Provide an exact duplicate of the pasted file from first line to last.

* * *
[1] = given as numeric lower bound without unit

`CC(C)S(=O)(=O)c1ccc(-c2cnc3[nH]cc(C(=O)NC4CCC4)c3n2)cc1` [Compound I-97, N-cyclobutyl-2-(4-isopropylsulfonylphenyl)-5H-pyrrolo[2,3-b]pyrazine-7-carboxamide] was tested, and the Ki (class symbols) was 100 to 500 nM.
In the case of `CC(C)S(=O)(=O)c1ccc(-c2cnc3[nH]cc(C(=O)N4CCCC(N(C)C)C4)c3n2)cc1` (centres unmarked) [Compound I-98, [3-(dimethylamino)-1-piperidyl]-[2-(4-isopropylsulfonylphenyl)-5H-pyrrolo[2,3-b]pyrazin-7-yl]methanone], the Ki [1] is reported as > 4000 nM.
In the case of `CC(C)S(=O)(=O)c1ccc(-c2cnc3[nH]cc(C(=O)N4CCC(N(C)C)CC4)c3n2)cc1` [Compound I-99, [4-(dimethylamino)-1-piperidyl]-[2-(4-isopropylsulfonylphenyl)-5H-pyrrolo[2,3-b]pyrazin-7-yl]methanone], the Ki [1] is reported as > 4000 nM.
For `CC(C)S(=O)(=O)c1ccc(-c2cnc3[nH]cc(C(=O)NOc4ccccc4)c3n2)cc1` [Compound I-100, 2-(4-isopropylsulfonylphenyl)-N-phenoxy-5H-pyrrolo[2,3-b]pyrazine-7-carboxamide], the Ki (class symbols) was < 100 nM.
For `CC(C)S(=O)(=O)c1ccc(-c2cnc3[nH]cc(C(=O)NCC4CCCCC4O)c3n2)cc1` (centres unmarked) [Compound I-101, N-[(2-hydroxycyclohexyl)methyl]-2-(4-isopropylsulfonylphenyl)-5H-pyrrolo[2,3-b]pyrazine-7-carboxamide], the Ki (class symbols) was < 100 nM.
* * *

[1] = given as numeric lower bound without unit

`CC(C)S(=O)(=O)c1ccc(-c2cnc3[nH]cc(C(=O)NC4CCC4)c3n2)cc1` [Compound I-97, N-cyclobutyl-2-(4-isopropylsulfonylphenyl)-5H-pyrrolo[2,3-b]pyrazine-7-carboxamide] was tested, and the Ki (class symbols) was 100 to 500 nM.
In the case of `CC(C)S(=O)(=O)c1ccc(-c2cnc3[nH]cc(C(=O)N4CCCC(N(C)C)C4)c3n2)cc1` (centres unmarked) [Compound I-98, [3-(dimethylamino)-1-piperidyl]-[2-(4-isopropylsulfonylphenyl)-5H-pyrrolo[2,3-b]pyrazin-7-yl]methanone], the Ki [1] is reported as > 4000 nM.
In the case of `CC(C)S(=O)(=O)c1ccc(-c2cnc3[nH]cc(C(=O)N4CCC(N(C)C)CC4)c3n2)cc1` [Compound I-99, [4-(dimethylamino)-1-piperidyl]-[2-(4-isopropylsulfonylphenyl)-5H-pyrrolo[2,3-b]pyrazin-7-yl]methanone], the Ki [1] is reported as > 4000 nM.
For `CC(C)S(=O)(=O)c1ccc(-c2cnc3[nH]cc(C(=O)NOc4ccccc4)c3n2)cc1` [Compound I-100, 2-(4-isopropylsulfonylphenyl)-N-phenoxy-5H-pyrrolo[2,3-b]pyrazine-7-carboxamide], the Ki (class symbols) was < 100 nM.
For `CC(C)S(=O)(=O)c1ccc(-c2cnc3[nH]cc(C(=O)NCC4CCCCC4O)c3n2)cc1` (centres unmarked) [Compound I-101, N-[(2-hydroxycyclohexyl)methyl]-2-(4-isopropylsulfonylphenyl)-5H-pyrrolo[2,3-b]pyrazine-7-carboxamide], the Ki (class symbols) was < 100 nM.